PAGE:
Matt Kalil, Minnesota Vikings (1/4): They traded down for extra picks and added what I suspect will be a top 10 left tackle. Great stuff.
David DeCastro, Pittsburgh Steelers (1/24): Are you kidding me with this? Nobody between, say, 15 and 23 wanted to pull one of the best interior offensive line prospects in years off the board before he fell into the Steelers’ lap? How do they do this every year, you ask? Easy: they just keep drafting good players. Sooner or later, a great one for one of your only needs accidentally jumps into your shopping cart. For previous examples, see Roethlisberger, Ben and Woodley, Lamarr.
Brandon Brooks, Houston Texans (3/76): He’s 350 pounds of mobility, and will fit in beautifully in the Texans’ zone scheme. When he gets moving, he’ll be faster than most guards in the league. Nice little nasty streak on him, too.
Kelechi Osemele, Baltimore Ravens (2/60): He had the ability to play left tackle in college, and will soon be an upgrade on much of their line.
Peter Konz, Atlanta Falcons (2/55): The draft’s best center doesn’t come off the board until 55? Rough year for centers. But Atlanta happily plucked him up and filled a position of need.
Phillip Blake, Denver Broncos (4/108): The new Jeff Saturday!
Vinny Curry, Philadelphia Eagles (2/59): So, let me get this straight. They led the league in sacks a year ago. They’re running Trent Cole and Jason Babin out there…and they’re going to add Vinny Curry to the mix? Is this even allowed? Can I get a ruling?
Jared Crick, Houston Texans (4/126): Crick’s drop to the fourth round was as big a surprise to me as any other in the draft. He’s (Mayock alert!) scheme-versatile and can kick inside on passing downs. A player that so many talked about as a first rounder not long ago is too talented to ignore in a defense that keeps looking more and more fun for Wade Phillips to play with.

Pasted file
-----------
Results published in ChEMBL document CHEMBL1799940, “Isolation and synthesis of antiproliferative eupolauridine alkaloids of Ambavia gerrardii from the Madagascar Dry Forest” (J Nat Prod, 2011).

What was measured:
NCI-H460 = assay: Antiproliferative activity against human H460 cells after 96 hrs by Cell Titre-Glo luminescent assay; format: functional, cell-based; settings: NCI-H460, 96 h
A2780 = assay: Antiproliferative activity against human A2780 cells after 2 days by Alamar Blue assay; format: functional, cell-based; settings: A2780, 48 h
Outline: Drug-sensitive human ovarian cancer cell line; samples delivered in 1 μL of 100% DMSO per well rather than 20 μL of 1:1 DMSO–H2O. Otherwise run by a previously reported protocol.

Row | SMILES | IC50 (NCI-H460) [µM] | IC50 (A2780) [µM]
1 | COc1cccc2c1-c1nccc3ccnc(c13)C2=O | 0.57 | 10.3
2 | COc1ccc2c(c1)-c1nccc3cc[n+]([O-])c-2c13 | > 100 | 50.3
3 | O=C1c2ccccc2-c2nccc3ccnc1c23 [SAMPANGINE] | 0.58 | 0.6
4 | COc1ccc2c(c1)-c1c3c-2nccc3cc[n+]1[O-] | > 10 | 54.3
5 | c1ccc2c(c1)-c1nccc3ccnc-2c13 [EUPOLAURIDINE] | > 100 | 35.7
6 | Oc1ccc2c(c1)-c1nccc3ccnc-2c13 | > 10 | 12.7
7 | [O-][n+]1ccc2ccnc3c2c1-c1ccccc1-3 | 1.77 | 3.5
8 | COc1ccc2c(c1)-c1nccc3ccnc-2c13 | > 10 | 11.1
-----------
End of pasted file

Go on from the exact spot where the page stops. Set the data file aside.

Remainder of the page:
Andre Branch, Jacksonville Jaguars (2/38): Just a real fine all-around player who creates leverage well, beats guys off the line often enough, and plays with good balance. A quality addition to that Jags D-line.
Devon Still, Cincinnati Bengals (2/53): Often projected as a first-round pick, Still and earlier choice Dre Kirkpatrick should help satisfy Marvin Lewis. You did notice his pre-draft comment, did you not, about the team having “neglected the defense” recently? Well, no more.
Alameda Te’Amu, Pittsburgh Steelers (4/109): I give up- the draft is obviously rigged for the Steelers. Te’Amu is just a perfect, big, strong fit for the Steelers’ front.
Fletcher Cox, Philadelphia Eagles (1/12): And Fletcher Cox, too? OK, I take it back. The draft is rigged for Pennsylvania.
Melvin Ingram, San Diego Chargers (1/18): Perhaps my favorite defensive prospect in this draft. Call him an OLB or a DE, but make sure you call him a baller. I suspect a dozen or so teams will be kicking themselves in two or three years.